Severed heads that germinate
April 25, 2012 § Leave a comment
In an entertaining article by this name, Derek Freeman undertakes to explain why Dyaks take heads.
Unsurprisingly it turns out — to assure fertility.
(Everything the primitive man ever does — or thinks about — it would seem — is fertility. Is this why we call him primitive — or is it just the imagination of the anthropologists that is?)
How does Freeman arrive at his conclusion? Not by asking the Dyaks themselves, who, he says, were not very helpful in establishing this conclusion (p. 234). Rather, he argues by way of Greeks and Romans who thought that sperm originates in the brain (not an especially wild assumption, if you consider male behavior carefully) and descends into the genitals through the spinal column.
As a group of English scholars once said: and therefore a witch.*
Freeman’s refusal to take a no for an answer is important if only because other anthropologists suffer from the same misconception: homo is sapiens, according to the profession, and therefore all his actions must arise from thought. To coin a phrase, thought germinates action. In fact, the business stands the other way up: man acts and only then thinks up good reasons for doing so.
The actual reason why Dyaks take heads stares Freeman in the face on the pages of his own article, but, a true scientist that he is, he does not notice. The reason is, in short, that the taking of heads assures that” the forest will abound with wild animals” (p. 237). Which it sure does: every head taken means one less competitor for food. Head-taking is an early form of environmental protection.
Incidentally, the article mentions another anthropological argument: that of McKinley, that heads are taken as a way of “winning souls for humanity” by “the ritual incorporation of the enemy as a friend”, the enemy’s head being chosen as a “ritual symbol of social personhood”. I have news for McKinley: the reason why heads are the preferred trophy world over is that the head is the only proof positive that the victim is really 100% dead.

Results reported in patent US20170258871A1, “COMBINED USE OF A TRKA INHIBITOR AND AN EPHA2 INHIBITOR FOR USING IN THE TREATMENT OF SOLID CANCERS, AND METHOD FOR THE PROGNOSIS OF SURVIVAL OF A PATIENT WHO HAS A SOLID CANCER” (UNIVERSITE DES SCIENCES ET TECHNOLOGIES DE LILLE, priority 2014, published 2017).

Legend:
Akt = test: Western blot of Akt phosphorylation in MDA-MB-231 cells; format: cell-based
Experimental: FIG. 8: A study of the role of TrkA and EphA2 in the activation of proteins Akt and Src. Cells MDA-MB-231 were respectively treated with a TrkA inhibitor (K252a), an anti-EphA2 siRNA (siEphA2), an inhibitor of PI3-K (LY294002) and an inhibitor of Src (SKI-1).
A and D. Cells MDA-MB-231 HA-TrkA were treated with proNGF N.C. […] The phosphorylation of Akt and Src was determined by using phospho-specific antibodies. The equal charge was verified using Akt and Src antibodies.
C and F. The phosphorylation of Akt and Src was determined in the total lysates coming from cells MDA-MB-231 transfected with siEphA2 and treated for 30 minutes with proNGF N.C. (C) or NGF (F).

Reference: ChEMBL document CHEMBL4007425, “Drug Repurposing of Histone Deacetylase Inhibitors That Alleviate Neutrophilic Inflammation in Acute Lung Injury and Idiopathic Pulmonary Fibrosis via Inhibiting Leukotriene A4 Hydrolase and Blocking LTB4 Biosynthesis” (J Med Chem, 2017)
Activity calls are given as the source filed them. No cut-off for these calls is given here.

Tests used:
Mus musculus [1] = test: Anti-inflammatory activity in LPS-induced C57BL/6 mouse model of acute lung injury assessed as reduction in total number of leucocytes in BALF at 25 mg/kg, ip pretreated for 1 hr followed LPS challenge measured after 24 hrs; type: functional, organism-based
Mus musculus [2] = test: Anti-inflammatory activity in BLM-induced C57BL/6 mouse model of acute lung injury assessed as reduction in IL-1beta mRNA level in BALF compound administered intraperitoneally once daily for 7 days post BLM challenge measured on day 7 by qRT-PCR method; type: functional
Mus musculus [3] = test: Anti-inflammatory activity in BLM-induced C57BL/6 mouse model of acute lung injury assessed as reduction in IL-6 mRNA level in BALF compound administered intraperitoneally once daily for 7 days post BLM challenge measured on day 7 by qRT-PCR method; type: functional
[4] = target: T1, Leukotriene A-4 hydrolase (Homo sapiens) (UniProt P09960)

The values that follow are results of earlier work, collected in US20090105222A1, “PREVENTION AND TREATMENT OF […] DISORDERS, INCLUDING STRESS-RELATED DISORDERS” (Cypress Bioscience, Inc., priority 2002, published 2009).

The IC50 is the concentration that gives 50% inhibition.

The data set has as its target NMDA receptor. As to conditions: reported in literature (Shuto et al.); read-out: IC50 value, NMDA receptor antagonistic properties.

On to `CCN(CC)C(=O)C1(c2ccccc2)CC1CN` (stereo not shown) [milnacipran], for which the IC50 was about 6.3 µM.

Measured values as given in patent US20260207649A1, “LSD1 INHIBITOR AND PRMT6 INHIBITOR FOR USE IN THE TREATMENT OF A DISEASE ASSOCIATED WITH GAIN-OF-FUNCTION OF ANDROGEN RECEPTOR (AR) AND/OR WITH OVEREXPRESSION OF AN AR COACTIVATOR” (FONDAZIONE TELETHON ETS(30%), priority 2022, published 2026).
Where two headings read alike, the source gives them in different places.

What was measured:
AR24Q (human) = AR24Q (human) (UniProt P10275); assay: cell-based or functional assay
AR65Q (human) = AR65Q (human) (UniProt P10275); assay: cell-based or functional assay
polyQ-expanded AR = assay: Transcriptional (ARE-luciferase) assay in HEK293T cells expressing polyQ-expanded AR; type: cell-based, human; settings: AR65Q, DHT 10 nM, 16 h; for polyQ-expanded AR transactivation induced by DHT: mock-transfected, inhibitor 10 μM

For all this, it is a brilliant article; the description of the ngelampang ceremony, in which the daughters of the god petulantly ask to be given a head, an infant whose head is about to be taken confides in his mother that he “dreamt of being bitten by a huge and threatening snake, from which his head hurts even more than if it had been struck against an upstanding stump” (to which the mother answers “I fear my child that you are about to be speared and your head about to be carried off in a cane container”), the taken head is rocked gently like a baby and sung lullybies to, and when it is let slip out of its wrappings and dropped on the floor, it causes the women of the long house to jump up in (pretended) revulsion — the ceremony has all the precious worth of all superstructure — which is not, as per Marx, the weed grown upon economics, but weed grown on the evolved, mechanical, unconscious, hard-wired behavior. (The explanation; perhaps the justification; but not the reason).
One only wishes the description provided more details of lighting, dress, colors, music. Life and ideology are alright, but theater, well, that’s really interesting.
*Cf. proof that if she floats, she is made of wood (or maybe a duck), Monty Python and the Search for the Holy Grail